David M Aronoff

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Uncontrolled fibroblast activation is one of the hallmarks of fibrotic lung disease. Prostaglandin E(2) (PGE(2)) has been shown to inhibit fibroblast migration, proliferation, collagen deposition, and myofibroblast differentiation in the lung. Understanding the mechanisms for these effects may provide insight into the pathogenesis of fibrotic lung disease.(More)
Prostaglandin E(2) is a potent lipid mediator of inflammation that effects changes in cell functions through ligation of four distinct G protein-coupled receptors (E-prostanoid (EP)1, EP2, EP3, and EP4). During pneumonia, PGE(2) production is enhanced. In the present study, we sought to assess the effect of endogenously produced and exogenously added PGE(2)(More)
Systemic inflammation is accompanied by changes in body temperature, either fever or hypothermia. Over the past decade, the rat and mouse have become the predominant animal models, and new species-specific tools (recombinant antibodies and other proteins) and genetic manipulations have been applied to study fever and hypothermia. Remarkable progress has(More)
cAMP has largely inhibitory effects on components of macrophage activation, yet downstream mechanisms involved in these effects remain incompletely defined. Elevation of cAMP in alveolar macrophages (AMs) suppresses FcgammaR-mediated phagocytosis. We now report that protein kinase A (PKA) inhibitors (H-89, KT-5720, and myristoylated PKA inhibitory peptide(More)
Leukotrienes (LTs) are lipid mediators that participate in inflammatory diseases and innate immune function. We sought to investigate the importance of LTs in regulating the microbicidal activity of alveolar macrophages (AMs) and the molecular mechanisms by which this occurs. The role of LTs in enhancing AM microbicidal activity was evaluated(More)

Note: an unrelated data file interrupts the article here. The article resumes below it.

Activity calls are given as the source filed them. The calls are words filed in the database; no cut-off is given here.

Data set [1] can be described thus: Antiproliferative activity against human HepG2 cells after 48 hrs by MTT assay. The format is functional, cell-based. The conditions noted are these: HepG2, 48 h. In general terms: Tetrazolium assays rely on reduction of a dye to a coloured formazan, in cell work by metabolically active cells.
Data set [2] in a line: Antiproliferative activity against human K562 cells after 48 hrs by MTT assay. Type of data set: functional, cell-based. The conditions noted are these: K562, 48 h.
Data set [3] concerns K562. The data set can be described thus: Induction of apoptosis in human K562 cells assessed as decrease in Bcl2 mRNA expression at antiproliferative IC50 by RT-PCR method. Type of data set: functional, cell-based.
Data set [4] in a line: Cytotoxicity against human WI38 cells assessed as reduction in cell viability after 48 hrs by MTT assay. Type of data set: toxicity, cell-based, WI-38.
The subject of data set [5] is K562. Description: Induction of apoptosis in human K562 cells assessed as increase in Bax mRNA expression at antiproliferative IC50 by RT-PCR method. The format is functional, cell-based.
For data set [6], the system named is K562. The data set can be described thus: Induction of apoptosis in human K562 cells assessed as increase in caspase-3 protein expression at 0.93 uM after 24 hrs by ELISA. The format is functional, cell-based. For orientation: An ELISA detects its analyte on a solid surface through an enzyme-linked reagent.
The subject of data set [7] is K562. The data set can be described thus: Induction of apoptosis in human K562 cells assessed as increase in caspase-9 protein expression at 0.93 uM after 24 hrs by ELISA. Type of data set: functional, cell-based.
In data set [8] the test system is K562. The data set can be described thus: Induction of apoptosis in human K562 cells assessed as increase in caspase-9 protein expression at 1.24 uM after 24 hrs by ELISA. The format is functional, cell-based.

Toll-like receptors (TLRs) direct a proinflammatory program in macrophages. One mediator whose generation is induced by TLR ligation is prostaglandin E(2) (PGE(2)), which is well known to increase intracellular cAMP upon G protein-coupled receptor ligation. How PGE(2)/cAMP shapes the nascent TLR response and the mechanisms by which it acts remain poorly(More)
Cyclic adenosine monophosphate (cAMP) was the original "second messenger" to be discovered. Its formation is promoted by adenylyl cyclase activation after ligation of G protein-coupled receptors by ligands including hormones, autocoids, prostaglandins, and pharmacologic agents. Increases in intracellular cAMP generally suppress innate immune functions,(More)
Several previous studies of necrotizing fasciitis (NF) have been single-institution investigations suffering from small samples sizes. This study of 216 NF patients hospitalized in Florida, USA, during 2001 was designed to identify risk factors for length of stay (LOS), total patient charges (TC), and mortality, using a statewide database. Robust gamma(More)
The success of bone marrow transplantation (BMT) as a therapy for malignant and inherited disorders is limited by infectious complications. We previously demonstrated syngeneic BMT mice are more susceptible to Pseudomonas aeruginosa pneumonia due to defects in the ability of donor-derived alveolar macrophages (AMs), but not polymorphonuclear leukocytes(More)
Cytochrome P-450 monooxygenase (epoxygenase)-derived arachidonic acid (AA) metabolites, including 11,12-epoxyeicosatrienoic acid (11,12-EET), possess anti-inflammatory and antipyretic properties. Prostaglandin E2 (PGE2), a cyclooxygenase (COX)-derived metabolite of AA, is a well-defined mediator of fever and inflammation. We have tested the hypothesis that(More)